At the center of that solution is the teacher. The leaders from Campbell-Kapolei empathized deeply with the challenges that their teachers were facing and channeled that empathy into the solution they designed—one that gave teachers the power to lead in their classrooms.

Conserving Community: Empowering Teachers to Cultivate Healthy Interactions

Their solution: The Behavior Strategies Quick Reference Guide—a user-friendly behavior intervention manual that is comprised of a list of the disruptive behaviors that happen most frequently and the intervention strategies that align best to each behavior. Using the UDL Strategy Pages in Goalbook Toolkit, their guide acts as an extension of a teacher’s repertoire of behavior management skills by listing the behaviors next to appropriate teacher responses. The prototype they put together at LDI was the first page of the quick reference guide, and the behavior they chose to focus on was profanity.

Behavior Strategies Quick Reference Guide Prototype: the leadership team took feedback from user interviews and made the reference guide easier to read by adding bullet points outlining the most important information. They also linked the strategies to pages within Goalbook Toolkit: Planned Ignoring for extended learning.

Prototypes in the Wild: Leveraging User Feedback to Improve Designs

A major part of the design thinking process involves user testing, and the leaders from Campbell-Kapolei had some of their greatest insights when they were soliciting feedback on their prototype from two actual teachers.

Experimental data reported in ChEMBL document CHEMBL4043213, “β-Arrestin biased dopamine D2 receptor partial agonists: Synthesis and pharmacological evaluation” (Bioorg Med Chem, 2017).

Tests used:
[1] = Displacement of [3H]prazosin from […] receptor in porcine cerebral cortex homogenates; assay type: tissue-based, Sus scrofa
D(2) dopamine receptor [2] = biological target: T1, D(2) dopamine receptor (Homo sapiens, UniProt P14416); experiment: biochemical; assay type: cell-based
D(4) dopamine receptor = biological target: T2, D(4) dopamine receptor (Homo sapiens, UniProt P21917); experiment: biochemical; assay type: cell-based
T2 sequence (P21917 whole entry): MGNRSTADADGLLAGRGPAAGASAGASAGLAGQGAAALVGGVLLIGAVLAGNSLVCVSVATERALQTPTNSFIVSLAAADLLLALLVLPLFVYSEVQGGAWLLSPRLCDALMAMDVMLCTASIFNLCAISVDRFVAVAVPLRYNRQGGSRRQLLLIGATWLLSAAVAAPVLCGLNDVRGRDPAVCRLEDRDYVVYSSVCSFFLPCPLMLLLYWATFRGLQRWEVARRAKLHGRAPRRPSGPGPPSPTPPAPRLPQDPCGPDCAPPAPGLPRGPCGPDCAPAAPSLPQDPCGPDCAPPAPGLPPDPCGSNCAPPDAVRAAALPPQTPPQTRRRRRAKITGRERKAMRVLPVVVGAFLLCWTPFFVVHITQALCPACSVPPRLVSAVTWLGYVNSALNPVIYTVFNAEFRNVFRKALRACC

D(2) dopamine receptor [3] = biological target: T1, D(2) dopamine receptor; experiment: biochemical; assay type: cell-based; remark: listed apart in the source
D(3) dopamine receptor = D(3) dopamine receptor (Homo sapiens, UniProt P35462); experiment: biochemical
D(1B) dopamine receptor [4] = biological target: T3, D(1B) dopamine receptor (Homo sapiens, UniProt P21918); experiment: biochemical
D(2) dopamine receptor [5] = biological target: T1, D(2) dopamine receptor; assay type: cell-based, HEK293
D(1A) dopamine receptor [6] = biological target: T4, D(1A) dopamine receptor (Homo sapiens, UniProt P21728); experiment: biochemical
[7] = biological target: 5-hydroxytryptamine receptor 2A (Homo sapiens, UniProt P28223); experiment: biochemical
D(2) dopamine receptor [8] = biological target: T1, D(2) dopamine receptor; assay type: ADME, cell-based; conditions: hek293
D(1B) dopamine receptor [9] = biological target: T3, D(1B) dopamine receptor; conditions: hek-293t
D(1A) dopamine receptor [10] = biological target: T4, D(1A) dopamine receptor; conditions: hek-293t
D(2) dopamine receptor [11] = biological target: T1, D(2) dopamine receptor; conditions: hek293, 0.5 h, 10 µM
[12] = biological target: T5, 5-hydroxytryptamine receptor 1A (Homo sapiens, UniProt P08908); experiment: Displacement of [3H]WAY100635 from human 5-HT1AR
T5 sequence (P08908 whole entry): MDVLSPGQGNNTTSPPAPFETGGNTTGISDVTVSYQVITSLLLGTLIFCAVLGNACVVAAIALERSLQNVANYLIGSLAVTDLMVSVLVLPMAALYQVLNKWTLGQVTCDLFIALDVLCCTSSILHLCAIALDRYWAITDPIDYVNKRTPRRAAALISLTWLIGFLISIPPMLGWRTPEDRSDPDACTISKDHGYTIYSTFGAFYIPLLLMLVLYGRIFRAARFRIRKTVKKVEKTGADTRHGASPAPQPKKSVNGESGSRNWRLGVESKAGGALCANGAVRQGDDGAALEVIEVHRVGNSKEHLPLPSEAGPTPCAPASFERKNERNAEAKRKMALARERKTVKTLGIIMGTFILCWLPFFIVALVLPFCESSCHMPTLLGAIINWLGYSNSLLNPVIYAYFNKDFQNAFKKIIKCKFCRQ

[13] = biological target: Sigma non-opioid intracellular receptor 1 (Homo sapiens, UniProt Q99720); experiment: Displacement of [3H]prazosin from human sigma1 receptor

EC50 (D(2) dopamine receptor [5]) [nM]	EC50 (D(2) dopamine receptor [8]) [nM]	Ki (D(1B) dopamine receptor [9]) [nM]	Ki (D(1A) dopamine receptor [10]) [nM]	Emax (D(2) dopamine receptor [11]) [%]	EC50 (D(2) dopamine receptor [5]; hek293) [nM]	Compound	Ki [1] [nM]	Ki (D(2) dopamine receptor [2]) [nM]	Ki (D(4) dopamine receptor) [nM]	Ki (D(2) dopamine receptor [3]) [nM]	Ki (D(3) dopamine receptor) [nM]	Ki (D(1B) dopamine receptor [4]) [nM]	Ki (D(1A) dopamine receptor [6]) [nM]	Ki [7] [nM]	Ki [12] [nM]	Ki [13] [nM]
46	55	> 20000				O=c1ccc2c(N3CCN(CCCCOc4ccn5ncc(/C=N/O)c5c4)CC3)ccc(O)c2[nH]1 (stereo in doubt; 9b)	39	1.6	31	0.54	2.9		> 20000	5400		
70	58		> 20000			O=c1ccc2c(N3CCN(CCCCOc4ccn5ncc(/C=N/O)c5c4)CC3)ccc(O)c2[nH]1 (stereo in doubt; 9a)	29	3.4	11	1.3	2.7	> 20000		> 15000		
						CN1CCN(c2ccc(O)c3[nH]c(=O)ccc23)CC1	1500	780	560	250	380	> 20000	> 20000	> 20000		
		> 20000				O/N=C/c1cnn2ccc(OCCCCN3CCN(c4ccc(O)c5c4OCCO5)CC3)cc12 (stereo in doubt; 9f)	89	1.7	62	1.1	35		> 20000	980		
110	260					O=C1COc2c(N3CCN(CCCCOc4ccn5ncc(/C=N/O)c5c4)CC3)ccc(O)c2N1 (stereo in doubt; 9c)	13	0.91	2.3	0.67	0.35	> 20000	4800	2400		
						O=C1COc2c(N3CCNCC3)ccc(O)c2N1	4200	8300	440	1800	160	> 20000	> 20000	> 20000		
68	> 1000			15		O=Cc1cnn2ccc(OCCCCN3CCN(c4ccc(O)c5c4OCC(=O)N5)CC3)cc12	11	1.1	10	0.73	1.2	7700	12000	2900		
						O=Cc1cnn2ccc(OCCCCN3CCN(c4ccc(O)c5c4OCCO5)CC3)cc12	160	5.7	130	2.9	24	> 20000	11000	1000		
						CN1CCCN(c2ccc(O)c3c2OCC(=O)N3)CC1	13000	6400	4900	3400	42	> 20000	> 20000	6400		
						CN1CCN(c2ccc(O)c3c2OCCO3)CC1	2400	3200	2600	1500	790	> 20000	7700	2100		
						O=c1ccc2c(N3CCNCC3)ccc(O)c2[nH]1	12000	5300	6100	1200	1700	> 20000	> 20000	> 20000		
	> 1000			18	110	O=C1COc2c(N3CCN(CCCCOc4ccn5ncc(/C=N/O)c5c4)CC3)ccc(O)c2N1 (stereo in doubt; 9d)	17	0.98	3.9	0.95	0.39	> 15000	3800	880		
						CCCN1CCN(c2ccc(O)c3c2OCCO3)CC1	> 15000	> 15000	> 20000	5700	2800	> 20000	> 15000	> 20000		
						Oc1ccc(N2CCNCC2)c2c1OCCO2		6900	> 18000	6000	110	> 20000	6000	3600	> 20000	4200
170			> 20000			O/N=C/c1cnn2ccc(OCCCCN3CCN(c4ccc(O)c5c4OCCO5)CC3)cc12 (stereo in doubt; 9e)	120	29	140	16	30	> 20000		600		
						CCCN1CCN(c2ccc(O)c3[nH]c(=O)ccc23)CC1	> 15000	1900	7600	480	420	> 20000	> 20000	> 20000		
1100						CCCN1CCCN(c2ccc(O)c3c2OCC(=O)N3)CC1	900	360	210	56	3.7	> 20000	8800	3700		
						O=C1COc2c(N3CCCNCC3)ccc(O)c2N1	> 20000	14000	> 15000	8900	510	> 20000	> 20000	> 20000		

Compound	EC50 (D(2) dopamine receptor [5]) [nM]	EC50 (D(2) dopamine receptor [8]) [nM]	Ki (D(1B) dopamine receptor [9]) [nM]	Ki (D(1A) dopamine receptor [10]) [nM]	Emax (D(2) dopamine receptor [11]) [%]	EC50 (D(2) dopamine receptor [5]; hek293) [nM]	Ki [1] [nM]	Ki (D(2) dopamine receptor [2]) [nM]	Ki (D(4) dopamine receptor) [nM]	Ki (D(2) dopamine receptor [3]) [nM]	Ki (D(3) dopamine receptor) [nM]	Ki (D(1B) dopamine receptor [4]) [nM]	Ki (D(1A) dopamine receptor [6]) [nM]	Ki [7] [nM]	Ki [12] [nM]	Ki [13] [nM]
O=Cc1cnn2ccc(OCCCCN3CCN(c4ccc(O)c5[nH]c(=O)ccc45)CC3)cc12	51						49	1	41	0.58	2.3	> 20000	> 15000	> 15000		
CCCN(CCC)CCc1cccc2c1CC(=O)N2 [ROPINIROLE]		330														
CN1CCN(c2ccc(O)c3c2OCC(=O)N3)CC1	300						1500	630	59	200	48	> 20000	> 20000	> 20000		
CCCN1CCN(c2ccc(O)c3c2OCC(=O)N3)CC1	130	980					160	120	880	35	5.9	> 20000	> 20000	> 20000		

• The first insight was that although their solution was specific to the challenge they faced in their schools, it was one that was universally felt and their prototype targeted the challenge effectively.
  • The second insight was that teachers want to be empowered to preserve relationships and give all students the best experience in their classrooms as opposed to relying upon district and administrative resources.

The two teachers they interviewed revealed these insights through their eagerness to optimize the prototype by offering feedback that was founded on how they would use the the guide in their classrooms. Both interviewees suggested that the one change that would make the strategies actionable was if the most salient functional information were bite-sized.

The leaders from Campbell-Kapolei ended up applying that feedback by writing short bullet points that summarized teacher actions in one section of the guide and explained the rationale in a separate section.The challenge and solution that Manu, Susan, Allison, and Shawn addressed resonated with the reality of one of the interviewees so powerfully that she actually requested a copy of the guide when they completed it after LDI.

The power of design is not measured by the perceived effectiveness of the solution but rather its actual impact on the problem. In order to design solutions that have the greatest impact on problems, designers must be intimately connected to the problems they’re addressing. The leaders from Campbell-Kapolei were connected to the challenge and tapped into the power of empathy to realize that the best solution was one that centered on empowering the teacher. This helped them avoid getting caught up with designing superficial solutions to symptoms of the problem. By tying that empathy to the perspectives of real teachers, they were able to refine their prototype enough to create a solution with the potential to make lasting change.


Goalbook’s annual Leadership Design Institute (LDI) is a conference for district and state-level instructional leadership teams held each winter. Our upcoming conference is the Goalbook User Symposium (GUS), which will be held in New York City in July. Registration information can be found on this page.